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Increased magnesium intake linked to lower rate of dying over 4.8 year median period in men and women at risk of cardiovascular disease

Increased magnesium intake linked to lower rate of dying over 4.8 year median period in men and women at risk of cardiovascular disease

Tuesday, November 26, 2013. The Journal of Nutrition published an article ahead of print on November 20, 2013 that reported an association between greater magnesium intake and a lower risk of dying over a median period of 4.8 years among adults at risk of cardiovascular disease.

The study included 7,216 men and women between the ages of 55 and 80 years enrolled in the Prevención con Dieta Mediterránea (PREDIMED) study, which compared the cardioprotective effects of two Mediterranean diets (one supplemented with nuts and one supplement with olive oil) with advice concerning a low-fat diet. Participants were limited to those with type 2 diabetes or three or more cardiovascular disease risk factors upon enrollment. Dietary questionnaires administered at the beginning of the study provided information concerning magnesium intake.

Over a median period of 4.8 years, 277 cardiovascular events (including heart attack and stroke) and 323 deaths occurred. Subjects whose magnesium intake was among the top one-third of participants had a 34% lower adjusted risk of dying over follow-up in comparison with those whose intake was among the lowest third. The adjusted risk of dying of cardiovascular disease was 59% lower and the risk of dying from cancer was 37% lower for those in the top-third of magnesium intake.

When the subjects were examined according to the diet they received in the PREDIMED study, a significant reduction in the risk of dying from any cause emerged among those in the control group who received low-fat diet advice and whose magnesium intake was highest. For cardiovascular mortality, a significant reduction was found among those in the top third of magnesium intake who were assigned to the nut-supplemented Mediterranean diet.

"Hypertension is a strong risk factor for cardiovascular disease, and it is known that magnesium can lower blood pressure," note authors Marta Guasch-Ferré and her colleagues in their discussion of the findings. "Also, magnesium intake may inhibit platelet aggregation, modulate inflammation, and improve endothelial function. All of these mechanisms can have a beneficial effect on lowering the risk of cardiovascular disease and death."

"The findings from this prospective study suggest an inverse association between dietary magnesium intake and cardiovascular, cancer, and all-cause mortality," they conclude.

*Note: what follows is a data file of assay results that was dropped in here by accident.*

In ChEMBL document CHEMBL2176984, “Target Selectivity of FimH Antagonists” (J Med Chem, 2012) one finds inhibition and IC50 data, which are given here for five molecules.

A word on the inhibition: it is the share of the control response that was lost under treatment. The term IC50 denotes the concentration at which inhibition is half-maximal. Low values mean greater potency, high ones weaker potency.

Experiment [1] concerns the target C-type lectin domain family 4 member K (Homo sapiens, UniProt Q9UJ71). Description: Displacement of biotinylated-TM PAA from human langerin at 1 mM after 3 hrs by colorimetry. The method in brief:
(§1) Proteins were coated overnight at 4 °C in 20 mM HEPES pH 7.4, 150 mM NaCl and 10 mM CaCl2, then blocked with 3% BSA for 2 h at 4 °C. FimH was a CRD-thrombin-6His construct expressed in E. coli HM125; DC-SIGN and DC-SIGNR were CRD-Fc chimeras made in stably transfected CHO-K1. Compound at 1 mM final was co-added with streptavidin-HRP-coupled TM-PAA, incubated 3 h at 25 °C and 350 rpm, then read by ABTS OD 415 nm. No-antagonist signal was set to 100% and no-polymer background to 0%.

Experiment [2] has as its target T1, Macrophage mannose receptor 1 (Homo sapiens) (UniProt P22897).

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Study reaffirms protective effects of seven factors against the risk of dying over 14 year period

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An article published online on March 16, 2012 in the Journal of the American Medical Association shows a clear decline in the risk of dying from cardiovascular disease or from all causes over a 14 year average period in association with the presence of a greater number of mainly controllable health factors.

Researchers at the Centers for Disease Control and Prevention and Atlanta analyzed data from the National Health and Nutrition Examination Survey (NHANES) of 1988-1994, 1999-2004 and 2005-2010 for their research, which included a total of 44,959 participants. Survey responses and physical examinations provided information on the following cardiovascular health metrics: smoking status, physical activity level, body mass index, healthy diet intake, total serum cholesterol, blood pressure and fasting blood glucose. Mortality data obtained through 2006 ascertained 2,673 deaths, including 1,085 deaths from cardiovascular disease and 576 ischemic heart disease deaths over a median follow-up period of 14.5 years.

Subjects were scored on optimal status for each of the seven health metrics, i.e., not smoking, being physically active and having healthy body mass index, diet, serum cholesterol, blood pressure and hemoglobin A1C (indicating desirable glucose levels). Less than 2 percent of all participants met all seven goals. Having two or more optimal factors was associated with a 27 percent lower adjusted risk of dying of cardiovascular disease compared to one or no factors, and this risk continued to decline in association with an increasing number of factors to reach a 76 percent reduction with the presence of six or more factors. Additionally, having six or more factors was associated with a 51 percent lower risk of dying of any cause.

"Our findings indicate that the presence of a greater number of cardiovascular health metrics was associated with a graded and significantly lower risk of total and cardiovascular disease mortality," the authors conclude.

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